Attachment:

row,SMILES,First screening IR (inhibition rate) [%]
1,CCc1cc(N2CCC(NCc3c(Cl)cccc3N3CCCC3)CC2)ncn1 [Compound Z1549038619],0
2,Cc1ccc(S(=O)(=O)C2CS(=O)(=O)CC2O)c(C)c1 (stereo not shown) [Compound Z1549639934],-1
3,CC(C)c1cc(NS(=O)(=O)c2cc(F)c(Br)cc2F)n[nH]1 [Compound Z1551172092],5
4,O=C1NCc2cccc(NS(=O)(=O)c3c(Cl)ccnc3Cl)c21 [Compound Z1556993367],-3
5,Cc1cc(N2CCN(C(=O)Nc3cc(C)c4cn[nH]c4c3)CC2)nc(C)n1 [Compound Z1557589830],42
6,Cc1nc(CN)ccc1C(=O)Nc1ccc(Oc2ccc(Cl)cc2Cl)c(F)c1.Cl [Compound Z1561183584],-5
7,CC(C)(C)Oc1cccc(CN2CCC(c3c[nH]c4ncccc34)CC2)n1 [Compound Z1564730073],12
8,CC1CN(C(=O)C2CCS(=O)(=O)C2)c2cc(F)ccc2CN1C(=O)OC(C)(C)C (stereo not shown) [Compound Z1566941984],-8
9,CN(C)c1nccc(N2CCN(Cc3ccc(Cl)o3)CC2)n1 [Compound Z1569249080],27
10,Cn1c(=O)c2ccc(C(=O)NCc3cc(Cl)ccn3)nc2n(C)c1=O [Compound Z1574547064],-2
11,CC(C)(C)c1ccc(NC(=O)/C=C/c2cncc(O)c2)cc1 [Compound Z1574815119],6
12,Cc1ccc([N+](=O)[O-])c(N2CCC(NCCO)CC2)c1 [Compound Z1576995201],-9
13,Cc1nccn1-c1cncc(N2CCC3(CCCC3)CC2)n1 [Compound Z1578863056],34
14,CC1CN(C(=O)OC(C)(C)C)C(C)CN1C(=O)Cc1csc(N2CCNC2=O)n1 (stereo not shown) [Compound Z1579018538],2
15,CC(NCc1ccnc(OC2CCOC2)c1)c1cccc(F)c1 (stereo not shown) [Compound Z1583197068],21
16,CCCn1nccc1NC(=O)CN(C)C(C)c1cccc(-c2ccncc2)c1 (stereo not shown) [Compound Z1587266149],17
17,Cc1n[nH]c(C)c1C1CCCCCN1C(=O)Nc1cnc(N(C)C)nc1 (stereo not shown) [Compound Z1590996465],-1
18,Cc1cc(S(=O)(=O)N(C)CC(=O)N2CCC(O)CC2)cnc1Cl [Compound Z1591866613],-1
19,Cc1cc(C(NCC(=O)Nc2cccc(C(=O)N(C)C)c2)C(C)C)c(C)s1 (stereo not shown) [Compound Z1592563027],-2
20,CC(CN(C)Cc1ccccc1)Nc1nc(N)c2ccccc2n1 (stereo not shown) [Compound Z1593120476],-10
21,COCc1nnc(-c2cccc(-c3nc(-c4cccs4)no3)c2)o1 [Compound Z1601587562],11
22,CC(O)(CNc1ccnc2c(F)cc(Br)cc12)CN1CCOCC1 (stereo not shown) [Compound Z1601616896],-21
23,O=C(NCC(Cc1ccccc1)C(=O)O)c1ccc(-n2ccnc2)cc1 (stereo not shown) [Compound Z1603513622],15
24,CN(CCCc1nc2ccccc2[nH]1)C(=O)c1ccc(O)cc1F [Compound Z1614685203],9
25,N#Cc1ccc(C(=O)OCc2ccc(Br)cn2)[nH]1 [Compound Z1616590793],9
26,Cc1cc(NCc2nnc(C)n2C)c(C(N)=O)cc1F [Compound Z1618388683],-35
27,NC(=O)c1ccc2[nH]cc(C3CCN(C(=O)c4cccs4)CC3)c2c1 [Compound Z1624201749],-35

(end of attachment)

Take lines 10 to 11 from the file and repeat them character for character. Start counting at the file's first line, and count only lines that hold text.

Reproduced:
9,CN(C)c1nccc(N2CCN(Cc3ccc(Cl)o3)CC2)n1 [Compound Z1569249080],27
10,Cn1c(=O)c2ccc(C(=O)NCc3cc(Cl)ccn3)nc2n(C)c1=O [Compound Z1574547064],-2